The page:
McLean Hospital and Universidad San Francisco de Quito Collaboration

Education and Outreach in Quito, Ecuador

In 2018, McLean Hospital and the Universidad San Francisco de Quito (USFQ) forged a collaboration aimed at increasing mental health awareness, while reducing the stigma too often associated with mental health and wellness. Through innovative and engaging programs, McLean and USFQ are enhancing mental health education throughout Ecuador and South America.

Why Is McLean Doing Work in Ecuador?

Education and advocacy are key elements of the McLean mission. The hospital has a deep-seated commitment to improving knowledge and understanding of mental health conditions and their treatments globally.

McLean brings its expertise internationally through a thoughtful, comprehensive approach that includes public and professional education. The hospital works toward enhancing the overall knowledge of brain health and encouraging compassion for others and ourselves.

Professional Training

Building on the strength of their academic missions, McLean and USFQ have developed robust multi-day conferences focused on providing students, mental health providers, government officials, and educators from Ecuador and South America with mental health best practices.

In-depth trainings and case studies focused on a better understanding of adult and teen mental health, including common symptoms for depression, anxiety, substance misuse, and self-harm.

The goal of each of these conferences has been to actively engage the audience in hands-on learning, encouraging significant audience participation. We also aim to allow for each person to leave the conference with tangible skills that they can apply immediately.

Public Outreach

McLean Hospital and USFQ hosted an “ask the experts” session focused on mental health in the workplace that was attended by influential business leaders from across Ecuador.

During this roundtable discussion, McLean Hospital experts discussed many topics, including stress, burnout, the impacts of the pandemic on workforces and industry, and balancing self-care with work and family responsibilities. Conditions such as depression, anxiety, self-harm, suicide prevention, and substance misuse were explored.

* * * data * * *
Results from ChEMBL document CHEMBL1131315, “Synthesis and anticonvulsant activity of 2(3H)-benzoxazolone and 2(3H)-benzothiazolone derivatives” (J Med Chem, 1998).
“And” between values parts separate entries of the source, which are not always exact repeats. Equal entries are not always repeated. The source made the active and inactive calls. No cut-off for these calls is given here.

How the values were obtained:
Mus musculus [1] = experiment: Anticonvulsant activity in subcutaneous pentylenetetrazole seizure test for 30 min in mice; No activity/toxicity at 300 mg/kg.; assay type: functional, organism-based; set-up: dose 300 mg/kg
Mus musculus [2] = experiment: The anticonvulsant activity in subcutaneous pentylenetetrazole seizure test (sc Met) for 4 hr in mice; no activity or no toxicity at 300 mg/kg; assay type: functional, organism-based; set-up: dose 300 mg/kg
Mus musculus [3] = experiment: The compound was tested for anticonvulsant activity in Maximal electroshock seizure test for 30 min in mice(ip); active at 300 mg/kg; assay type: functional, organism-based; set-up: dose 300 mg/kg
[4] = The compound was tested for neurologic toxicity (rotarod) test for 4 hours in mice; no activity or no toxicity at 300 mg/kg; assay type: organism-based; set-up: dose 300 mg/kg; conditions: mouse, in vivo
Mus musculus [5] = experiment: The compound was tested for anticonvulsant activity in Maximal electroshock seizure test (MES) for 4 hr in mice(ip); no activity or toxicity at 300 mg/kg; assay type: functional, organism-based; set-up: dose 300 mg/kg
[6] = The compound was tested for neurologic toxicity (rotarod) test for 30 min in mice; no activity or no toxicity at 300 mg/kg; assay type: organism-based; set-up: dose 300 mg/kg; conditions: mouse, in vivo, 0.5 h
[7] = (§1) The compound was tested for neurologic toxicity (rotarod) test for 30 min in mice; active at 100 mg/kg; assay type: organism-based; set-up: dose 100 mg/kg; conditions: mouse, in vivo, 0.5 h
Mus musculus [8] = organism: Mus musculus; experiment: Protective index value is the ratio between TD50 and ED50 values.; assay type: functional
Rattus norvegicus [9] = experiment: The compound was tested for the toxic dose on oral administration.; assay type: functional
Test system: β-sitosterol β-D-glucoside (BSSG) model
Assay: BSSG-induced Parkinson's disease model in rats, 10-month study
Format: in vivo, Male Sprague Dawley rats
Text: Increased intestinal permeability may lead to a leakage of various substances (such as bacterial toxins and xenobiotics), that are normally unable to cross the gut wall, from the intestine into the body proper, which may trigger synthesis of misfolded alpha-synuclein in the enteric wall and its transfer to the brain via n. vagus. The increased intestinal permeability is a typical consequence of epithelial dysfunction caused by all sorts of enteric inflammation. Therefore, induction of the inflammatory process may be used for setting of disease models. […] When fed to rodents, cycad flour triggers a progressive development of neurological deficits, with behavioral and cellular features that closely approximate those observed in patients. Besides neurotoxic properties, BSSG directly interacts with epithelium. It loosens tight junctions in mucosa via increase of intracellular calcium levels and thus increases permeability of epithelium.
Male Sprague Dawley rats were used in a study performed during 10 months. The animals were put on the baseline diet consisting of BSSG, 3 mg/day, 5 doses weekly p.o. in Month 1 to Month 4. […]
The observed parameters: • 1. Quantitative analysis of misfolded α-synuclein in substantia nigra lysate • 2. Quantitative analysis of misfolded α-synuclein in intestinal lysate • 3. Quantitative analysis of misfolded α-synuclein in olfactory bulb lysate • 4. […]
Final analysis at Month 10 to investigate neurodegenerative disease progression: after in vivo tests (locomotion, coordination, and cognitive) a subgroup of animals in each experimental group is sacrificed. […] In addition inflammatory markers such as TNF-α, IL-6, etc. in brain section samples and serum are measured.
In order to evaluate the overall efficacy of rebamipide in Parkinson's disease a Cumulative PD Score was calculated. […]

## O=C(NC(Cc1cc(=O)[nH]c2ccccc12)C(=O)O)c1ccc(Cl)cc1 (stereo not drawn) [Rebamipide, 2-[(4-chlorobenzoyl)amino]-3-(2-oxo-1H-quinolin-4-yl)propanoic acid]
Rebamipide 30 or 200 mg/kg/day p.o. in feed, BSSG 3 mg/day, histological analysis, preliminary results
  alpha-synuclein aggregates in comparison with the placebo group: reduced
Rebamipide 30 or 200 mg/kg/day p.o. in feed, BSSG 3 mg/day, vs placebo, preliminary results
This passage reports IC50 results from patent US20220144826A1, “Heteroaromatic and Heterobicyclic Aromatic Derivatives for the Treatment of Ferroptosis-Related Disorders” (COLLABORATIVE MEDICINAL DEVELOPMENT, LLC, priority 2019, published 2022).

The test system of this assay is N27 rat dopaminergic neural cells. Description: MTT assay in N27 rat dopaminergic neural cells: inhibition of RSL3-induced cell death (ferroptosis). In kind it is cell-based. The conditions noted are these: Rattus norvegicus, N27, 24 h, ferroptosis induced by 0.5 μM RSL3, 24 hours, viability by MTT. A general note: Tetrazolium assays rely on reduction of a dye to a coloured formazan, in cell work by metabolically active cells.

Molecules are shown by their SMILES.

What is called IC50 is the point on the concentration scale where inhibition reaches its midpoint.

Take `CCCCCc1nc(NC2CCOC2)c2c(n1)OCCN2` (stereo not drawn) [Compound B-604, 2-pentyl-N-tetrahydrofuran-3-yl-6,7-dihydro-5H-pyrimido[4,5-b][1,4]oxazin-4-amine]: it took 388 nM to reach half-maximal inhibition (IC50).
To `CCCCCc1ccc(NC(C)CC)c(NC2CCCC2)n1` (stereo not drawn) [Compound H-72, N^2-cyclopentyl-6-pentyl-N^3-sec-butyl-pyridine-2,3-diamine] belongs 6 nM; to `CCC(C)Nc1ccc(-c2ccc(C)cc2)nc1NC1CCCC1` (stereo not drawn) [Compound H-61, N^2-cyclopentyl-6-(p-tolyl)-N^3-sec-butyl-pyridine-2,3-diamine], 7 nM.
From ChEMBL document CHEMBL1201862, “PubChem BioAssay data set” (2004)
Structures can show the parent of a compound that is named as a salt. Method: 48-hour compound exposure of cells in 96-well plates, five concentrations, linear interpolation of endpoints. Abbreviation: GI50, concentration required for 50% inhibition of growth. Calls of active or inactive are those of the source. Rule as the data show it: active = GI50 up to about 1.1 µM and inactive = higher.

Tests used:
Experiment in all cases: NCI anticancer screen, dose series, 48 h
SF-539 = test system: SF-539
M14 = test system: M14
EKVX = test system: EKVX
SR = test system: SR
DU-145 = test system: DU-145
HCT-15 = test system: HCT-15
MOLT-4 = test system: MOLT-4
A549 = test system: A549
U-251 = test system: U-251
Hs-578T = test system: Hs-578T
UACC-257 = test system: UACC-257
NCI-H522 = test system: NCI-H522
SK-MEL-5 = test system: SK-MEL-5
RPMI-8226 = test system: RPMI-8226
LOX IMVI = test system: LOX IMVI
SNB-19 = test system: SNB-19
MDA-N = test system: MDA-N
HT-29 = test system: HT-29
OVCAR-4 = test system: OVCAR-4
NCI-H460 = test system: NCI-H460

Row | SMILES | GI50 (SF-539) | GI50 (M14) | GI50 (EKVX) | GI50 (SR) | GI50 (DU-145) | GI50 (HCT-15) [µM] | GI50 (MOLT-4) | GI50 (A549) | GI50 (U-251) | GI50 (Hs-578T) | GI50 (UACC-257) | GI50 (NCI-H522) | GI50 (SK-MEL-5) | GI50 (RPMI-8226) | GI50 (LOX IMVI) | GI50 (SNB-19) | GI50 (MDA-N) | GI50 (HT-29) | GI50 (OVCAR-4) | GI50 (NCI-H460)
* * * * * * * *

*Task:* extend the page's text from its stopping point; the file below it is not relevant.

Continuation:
Audience members asked their toughest questions and shared their own insights, working to increase mental health awareness and reduce its stigma.

In addition, McLean has worked closely with USFQ to develop an Ecuador-specific exhibit of Deconstructing Stigma: Changing Attitudes About Mental Health.

To ensure the stories of Deconstructing Stigma participants were culturally sensitive and relevant, McLean recruited volunteer writers from USFQ. Through this effort, more than 10 Ecuadorians are actively participating in Deconstructing Stigma, sharing their stories in honest and compelling ways that accurately reflect their experiences with conditions such as depression, anxiety, and substance use, as well as the fear and stigma they faced.

Deconstructing Stigma participant Francisca
Francisca is a participant in McLean’s Deconstructing Stigma campaign

USFQ colleagues have also worked to identify public spaces to exhibit Deconstructing Stigma, including a shopping plaza adjacent to the USFQ campus.

Focusing on increasing understanding about mental health and reducing stigma in Ecuador and around the world is critically important to improving the lives of individuals and families affected by mental illness.

McLean and USFQ are dedicated to maintaining their collaborative efforts and continue to plan future events and exhibitions.

Impact of the Collaboration

To date, more than 1,000 individuals have participated in the mental health conferences and “ask the expert” sessions held in Quito.

With the Quito Deconstructing Stigma exhibit, the number of people who engage with McLean and USFQ’s mental health awareness and stigma reduction initiatives is expected to grow exponentially.

Through partnerships with McLean’s international collaborators, such as USFQ, McLean is delivering on its pledge to improve access to high-quality psychiatric care, research, and education around the world.

Facts About Mental Health in Ecuador

  • Depression is one of the most common mental illnesses in Ecuador, followed by anxiety, stress, and substance misuse
  • Mental health stigma has a negative effect across the country and impacts the level of support and treatment that people receive
  • Suicide is the first leading cause of death among teen girls and the fourth leading cause among men
  • Ecuadorian men are three times more likely than women to die by suicide

Our Partners

USFQ is the highest-ranked university in Ecuador and is ranked number 57 in Latin America. Each year, it welcomes 8,393 undergraduate and graduate students representing more than 80 nationalities and countries (including 500 indigenous students and 1,000 international students). The university encompasses 967 teachers and staff, 10 colleges and academic schools, and 51 careers.

The USFQ is classified in the highest category (Category A) by the National Council of Evaluation and Accreditation of Higher Education and is the only fully private university in Ecuador in this category.